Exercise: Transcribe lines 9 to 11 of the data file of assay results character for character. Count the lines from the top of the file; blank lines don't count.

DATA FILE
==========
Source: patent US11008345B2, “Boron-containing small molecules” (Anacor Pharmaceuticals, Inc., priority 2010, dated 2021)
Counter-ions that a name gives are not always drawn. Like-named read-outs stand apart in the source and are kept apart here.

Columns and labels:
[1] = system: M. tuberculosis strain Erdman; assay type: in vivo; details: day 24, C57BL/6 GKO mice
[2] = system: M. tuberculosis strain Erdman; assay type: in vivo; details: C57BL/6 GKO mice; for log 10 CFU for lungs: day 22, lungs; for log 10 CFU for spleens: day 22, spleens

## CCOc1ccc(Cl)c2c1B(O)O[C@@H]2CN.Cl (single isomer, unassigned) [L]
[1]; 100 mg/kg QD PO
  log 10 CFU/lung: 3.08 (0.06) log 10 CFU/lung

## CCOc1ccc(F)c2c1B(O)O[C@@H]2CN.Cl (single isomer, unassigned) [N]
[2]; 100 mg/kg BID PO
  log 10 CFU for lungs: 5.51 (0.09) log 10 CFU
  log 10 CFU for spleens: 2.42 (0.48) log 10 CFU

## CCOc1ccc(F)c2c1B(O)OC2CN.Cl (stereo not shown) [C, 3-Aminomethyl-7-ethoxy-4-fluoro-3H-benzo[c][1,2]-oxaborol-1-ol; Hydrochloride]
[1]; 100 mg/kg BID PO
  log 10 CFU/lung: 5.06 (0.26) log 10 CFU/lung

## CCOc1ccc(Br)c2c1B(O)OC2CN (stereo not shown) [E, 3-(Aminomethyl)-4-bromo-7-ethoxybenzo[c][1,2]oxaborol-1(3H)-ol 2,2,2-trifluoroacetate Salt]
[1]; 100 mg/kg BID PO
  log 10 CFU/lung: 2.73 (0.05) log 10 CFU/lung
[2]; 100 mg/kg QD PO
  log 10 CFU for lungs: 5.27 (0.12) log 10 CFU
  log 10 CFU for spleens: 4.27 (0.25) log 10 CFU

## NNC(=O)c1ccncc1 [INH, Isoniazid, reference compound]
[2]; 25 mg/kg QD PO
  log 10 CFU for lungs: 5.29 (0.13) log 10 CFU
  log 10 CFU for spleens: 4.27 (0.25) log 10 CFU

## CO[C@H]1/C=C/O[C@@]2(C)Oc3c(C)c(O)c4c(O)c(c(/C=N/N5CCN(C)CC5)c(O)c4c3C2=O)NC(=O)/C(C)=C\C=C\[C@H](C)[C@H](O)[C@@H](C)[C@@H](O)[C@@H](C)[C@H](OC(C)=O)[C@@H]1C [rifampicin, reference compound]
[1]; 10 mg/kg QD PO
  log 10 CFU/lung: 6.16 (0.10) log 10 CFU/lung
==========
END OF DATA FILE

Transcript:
## CCOc1ccc(F)c2c1B(O)O[C@@H]2CN.Cl (single isomer, unassigned) [N]
[2]; 100 mg/kg BID PO
  log 10 CFU for lungs: 5.51 (0.09) log 10 CFU